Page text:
She added that Solar crop drying technologies for post-harvest management of high perishable fruits is being piloted in Kangulumira, Kayunga district.

“Government is also constructing a commercial hybrid solar/bio thermal fruit drier at Katwe village, Kikyusa Sub County in Luweero district,” she said.

 This, she said, will bring the total number of demonstration sites for commercial fruit drying by government to four (4).

“Solar and wind hybrid system are currently operating and supplying power to the communities of Kacheri in Kotido district, Lokopo community in Napak district, and Lufudu landing site in Namayingo district,” the Minister revealed, adding that these systems are supplying power to households, health centers and schools.

She added that a Wind resource map and pilot wind power are being developed.

Nuclear Power Development

Kitutu said Government continued the promotion and development of nuclear energy for peaceful uses in electricity generation, cancer management, food safety assessment, tsetse fly control, improving agricultural productivity, water resources management and industries.

To this effect, progress is as follows: –

•Technical and economic studies on nuclear energy development were completed.

•A National Radioactive Waste Management Strategy was drafted.

MoU between the Ministry of Energy and Mineral Development and the Russian State Atomic Energy Cooperation on Peaceful uses of Atomic Energy was signed on 19th June 2017.

• The focus of the MoU is on development of nuclear power infrastructure, education and training, nuclear and radiation safety, non-power application of atomic energy, nuclear research centers and design and construction of nuclear power plants.

• MoU between the Ministry of Energy and Mineral Development and China National Nuclear Corporation on nuclear energy development was signed on 11th May 2018 in Beijing, China.

•Nuclear Power Plant Project: A nuclear power roadmap was prepared and stakeholder’s consultative meeting held from 20th – 21st February, 2020. Terms of Reference for Strategic Environmental Assessment were prepared.

• Centre for Nuclear Science and Technology Project: This is aimed at establishing a facility at one of the public Universities in Uganda for nuclear training, research and development.

• The facility will be used in the production of radioisotopes for the Cancer Centres in Uganda and Africa.

• The feasibility studies for the proposed projects are to be conducted with support from IAEA, CNNC of China, ROSATOM of Russia and other development partners.

Plans

Fast tracking RAP implementation and completion of transmission projects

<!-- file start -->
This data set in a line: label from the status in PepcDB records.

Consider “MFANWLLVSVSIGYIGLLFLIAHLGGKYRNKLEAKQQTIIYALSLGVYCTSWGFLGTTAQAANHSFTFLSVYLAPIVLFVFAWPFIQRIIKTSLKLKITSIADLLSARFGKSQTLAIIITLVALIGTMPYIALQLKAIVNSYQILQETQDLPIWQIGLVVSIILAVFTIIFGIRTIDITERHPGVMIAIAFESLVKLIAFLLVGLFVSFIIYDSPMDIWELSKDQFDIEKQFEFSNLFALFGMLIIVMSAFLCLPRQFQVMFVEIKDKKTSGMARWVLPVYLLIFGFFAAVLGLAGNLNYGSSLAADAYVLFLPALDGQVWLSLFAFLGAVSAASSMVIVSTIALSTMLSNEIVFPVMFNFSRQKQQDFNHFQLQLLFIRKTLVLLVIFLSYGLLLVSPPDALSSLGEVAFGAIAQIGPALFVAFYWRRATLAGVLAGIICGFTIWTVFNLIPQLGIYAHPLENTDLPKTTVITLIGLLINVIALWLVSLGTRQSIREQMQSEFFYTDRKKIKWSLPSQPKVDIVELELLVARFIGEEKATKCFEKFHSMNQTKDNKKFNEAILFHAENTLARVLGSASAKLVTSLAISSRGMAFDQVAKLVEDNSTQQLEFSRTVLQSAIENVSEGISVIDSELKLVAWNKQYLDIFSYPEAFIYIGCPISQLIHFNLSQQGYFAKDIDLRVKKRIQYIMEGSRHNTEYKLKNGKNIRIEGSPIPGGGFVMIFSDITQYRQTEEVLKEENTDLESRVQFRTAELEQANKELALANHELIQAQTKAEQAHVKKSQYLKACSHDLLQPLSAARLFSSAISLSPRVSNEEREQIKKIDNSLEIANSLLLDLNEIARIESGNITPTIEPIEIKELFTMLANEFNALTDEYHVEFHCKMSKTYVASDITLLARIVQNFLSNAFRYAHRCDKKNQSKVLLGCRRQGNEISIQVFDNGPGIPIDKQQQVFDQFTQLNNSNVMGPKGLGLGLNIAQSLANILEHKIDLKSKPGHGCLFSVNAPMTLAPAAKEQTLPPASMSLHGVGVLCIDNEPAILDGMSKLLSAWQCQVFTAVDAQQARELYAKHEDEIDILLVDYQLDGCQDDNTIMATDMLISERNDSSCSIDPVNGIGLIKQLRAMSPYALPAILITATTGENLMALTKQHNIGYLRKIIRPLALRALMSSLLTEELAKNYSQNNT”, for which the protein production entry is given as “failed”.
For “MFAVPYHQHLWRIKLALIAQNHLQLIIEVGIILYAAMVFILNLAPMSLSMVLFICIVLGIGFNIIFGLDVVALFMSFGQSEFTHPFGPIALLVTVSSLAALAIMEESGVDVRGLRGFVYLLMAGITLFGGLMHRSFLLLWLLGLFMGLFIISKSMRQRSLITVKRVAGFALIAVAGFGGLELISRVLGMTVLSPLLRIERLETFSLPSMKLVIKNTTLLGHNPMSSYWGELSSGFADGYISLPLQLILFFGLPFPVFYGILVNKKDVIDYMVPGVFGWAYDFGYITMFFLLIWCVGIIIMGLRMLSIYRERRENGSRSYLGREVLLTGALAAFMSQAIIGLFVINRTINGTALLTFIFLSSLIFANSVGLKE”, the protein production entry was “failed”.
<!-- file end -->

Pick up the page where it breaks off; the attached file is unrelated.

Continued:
• Completion of Isimba Bridge.

• Airborne geophysical survey of Karamoja starting as soon as lockdown conditions permit

• Opening of new Oil and Gas Exploration Acreages in an effort to increase resource base.

• Construction of infrastructure for oil production and transportation

• UNOC has identified investment projects in which the government can invest and derive revenues in the future.

The Minister said in order to contribute effectively to the national economic recovery, the sector has identified within its policy goals the key areas of focus as follows: –

•Energy resources sub-sector: Focus will be to develop power generation, transmission and distribution infrastructure to support value addition. Promotion of Renewable energy and energy efficiency will also be prioritised.

•Oil and gas sub sector: Emphasis in the will be the achievement of the FID for projects in the Oil and Gas sector and commencement of production.

•Mineral development sub-sector: Complete the airborne geophysical survey of the Karamoja Region, put in place a modern mineral laboratory as well as mineral beneficiation centers in the country, and add value to the mineral reserves being discovered.

Challenges

Land Acquisition for government projects is taking a long time and a considerable budget.

• Vandalism on the transmission lines and other installations

• Activities of Artisanal Miners.

• Lengthy and Protracted negotiations on taking the Final Investment Decisions for projects in the Oil and Gas sector.

• Inadequate financing for development: investment in development projects such as Equity contribution in oil and gas investment projects

• The private sector is reluctant to invest in power generation projects as they require guarantees from Government like Escrow Accounts and Sovereign Guarantees.

By Francis Otucu